Major League Soccer: What You’re Missing Out On

Soccer — excuse me, football — is the world’s most popular sport. With its modern origins stemming back to mid-19th Century England, football is now played in more than 200 countries worldwide.

One of those countries, of course, is the United States. We are one of the few countries to call it “soccer,” but soccer is just a contraction of the game’s proper name, association football.

Whatever the case, the sport has grown in popularity monumentally over the last twenty years or so. We even hosted the 1994 FIFA World Cup, which then led to the formation of a new professional league: Major League Soccer.

Its humble beginnings saw just ten teams in the league, but we currently sit at 19 teams. On December 1st, two of those teams will face off for the right to call themselves MLS Cup Champions: The Los Angeles Galaxy and the Houston Dynamo.
This is a rematch of last year’s final, in which Los Angeles emerged with a 1-0 victory to claim their third MLS title. The cup will be broadcast live on ESPN, the nation’s biggest sports television network.

And yet somehow, the league continues to fly under the radar. The crowds at the games are always great, but the viewership at home is unusually low. How is this possible?

After all, this is the pinnacle of football in the United States. Some of our top current players like Tim Howard and Clint Dempsey got their starts in MLS before making a move to Europe, while Los Angeles’ Landon Donovan has been one of the league’s elite talents since moving back from Europe.

Additionally, MLS has attracted the attention of some of the world’s greatest players, even if they are not the same players they once were. David Beckham made headlines when he signed a big-money deal with the Galaxy in 2007 after an illustrious career with Manchester United, Real Madrid, and the England national team.

Former Barcelona stars Thierry Henry and Rafael Márquez ply their trades for the New York Red Bulls, while Republic of Ireland captain Robbie Keane joins Donovan and Beckham in Los Angeles.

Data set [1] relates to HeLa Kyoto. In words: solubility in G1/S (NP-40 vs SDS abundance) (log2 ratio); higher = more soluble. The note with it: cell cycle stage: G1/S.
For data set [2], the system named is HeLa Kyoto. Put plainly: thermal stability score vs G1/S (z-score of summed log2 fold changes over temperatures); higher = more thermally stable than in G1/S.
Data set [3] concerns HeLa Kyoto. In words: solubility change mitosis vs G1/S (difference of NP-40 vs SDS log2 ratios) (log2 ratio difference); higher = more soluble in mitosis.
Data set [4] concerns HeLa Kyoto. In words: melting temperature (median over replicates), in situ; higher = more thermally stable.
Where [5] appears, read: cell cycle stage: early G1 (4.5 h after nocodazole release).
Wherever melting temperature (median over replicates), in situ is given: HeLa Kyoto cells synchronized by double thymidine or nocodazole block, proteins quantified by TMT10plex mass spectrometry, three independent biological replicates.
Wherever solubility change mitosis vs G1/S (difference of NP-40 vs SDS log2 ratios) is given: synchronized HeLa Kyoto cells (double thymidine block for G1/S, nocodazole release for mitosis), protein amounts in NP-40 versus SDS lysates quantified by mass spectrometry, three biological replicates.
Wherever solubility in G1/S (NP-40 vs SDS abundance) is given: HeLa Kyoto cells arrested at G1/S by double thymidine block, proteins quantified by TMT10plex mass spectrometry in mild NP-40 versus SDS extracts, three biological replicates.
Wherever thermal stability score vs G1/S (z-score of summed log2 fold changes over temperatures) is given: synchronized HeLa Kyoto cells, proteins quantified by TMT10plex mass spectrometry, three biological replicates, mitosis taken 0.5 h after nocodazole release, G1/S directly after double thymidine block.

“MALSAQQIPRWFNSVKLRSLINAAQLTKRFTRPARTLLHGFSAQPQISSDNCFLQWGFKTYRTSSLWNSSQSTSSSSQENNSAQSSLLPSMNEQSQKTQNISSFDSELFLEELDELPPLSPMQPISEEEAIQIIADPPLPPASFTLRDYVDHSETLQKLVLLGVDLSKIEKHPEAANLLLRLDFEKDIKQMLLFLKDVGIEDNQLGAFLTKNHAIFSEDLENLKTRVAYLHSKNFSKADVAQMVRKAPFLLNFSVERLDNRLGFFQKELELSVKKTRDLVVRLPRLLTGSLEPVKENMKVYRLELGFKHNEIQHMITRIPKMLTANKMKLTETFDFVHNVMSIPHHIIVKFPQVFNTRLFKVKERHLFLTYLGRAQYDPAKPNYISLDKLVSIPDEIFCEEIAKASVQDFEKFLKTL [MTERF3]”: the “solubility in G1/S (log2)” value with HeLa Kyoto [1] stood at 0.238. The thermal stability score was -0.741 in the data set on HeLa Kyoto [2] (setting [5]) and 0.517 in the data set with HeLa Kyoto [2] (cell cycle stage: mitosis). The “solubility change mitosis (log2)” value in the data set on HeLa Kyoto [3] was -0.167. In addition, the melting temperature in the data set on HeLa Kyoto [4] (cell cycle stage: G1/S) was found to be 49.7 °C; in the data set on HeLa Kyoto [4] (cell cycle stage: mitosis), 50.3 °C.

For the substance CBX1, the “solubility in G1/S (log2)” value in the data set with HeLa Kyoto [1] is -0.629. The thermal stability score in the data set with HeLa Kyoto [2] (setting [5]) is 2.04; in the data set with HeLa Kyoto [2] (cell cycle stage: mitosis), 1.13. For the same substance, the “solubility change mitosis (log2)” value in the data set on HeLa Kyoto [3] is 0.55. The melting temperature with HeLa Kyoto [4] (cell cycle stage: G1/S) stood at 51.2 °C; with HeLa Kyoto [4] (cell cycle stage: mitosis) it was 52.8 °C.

Yet even with the mixture of top international talent, some of America’s best players, and a whole host of bright youngsters like Brek Shea and CJ Sapong, the casual football fan in the States tends to pass over MLS in favor of the top European leagues.

Granted, these leagues do get extensive coverage in the United States, with ESPN and FOX Soccer broadcasting multiple Premier League games every week, not to mention the UEFA Champions League which features the best clubs from across the continent.

So in many ways, MLS is less popular because we’re being saturated with so much other top international footballing action that the domestic picture tends to get pushed into the background.

But of course, it’s the fans that make any sports team. And MLS is no different, as they feature some of the most passionate fan bases in all of professional sports. Topping that list is the madhouse that is Seattle Sounders FC.

The Sounders play their home matches at CenturyLink Field, also home to the NFL’s Seattle Seahawks. The field is known for being the loudest in the NFL, where the 67,000-strong crowd wreaks havoc on the opposing team.

While the Sounders have a seating configuration that typically only seats 38,500, the constantly-packed house sports many of the same fans that the Seahawks get: loud, crazy, and passionate about their home team.

And of course, for the big games, all 67,000 seats can be made available. For a recent match against hated rivals Portland, which Seattle won 3-0, the sold-out “rave green” stadium was rocking all night as their team stormed to an easy victory.

The whole point here is that Major League Soccer deserves far more popularity than it currently gets. These are some of the best athletes in the world, playing right here in the United States, where the fans support their team all the way.

Watch the MLS Cup Final (December 1st, 4:30 PM EST, ESPN). Take in the world’s greatest sport being played in the world’s greatest country. And when all is said and done, keep involved in what’s happening around the league. The landscape is ever-changing, and you don’t want to miss a thing.

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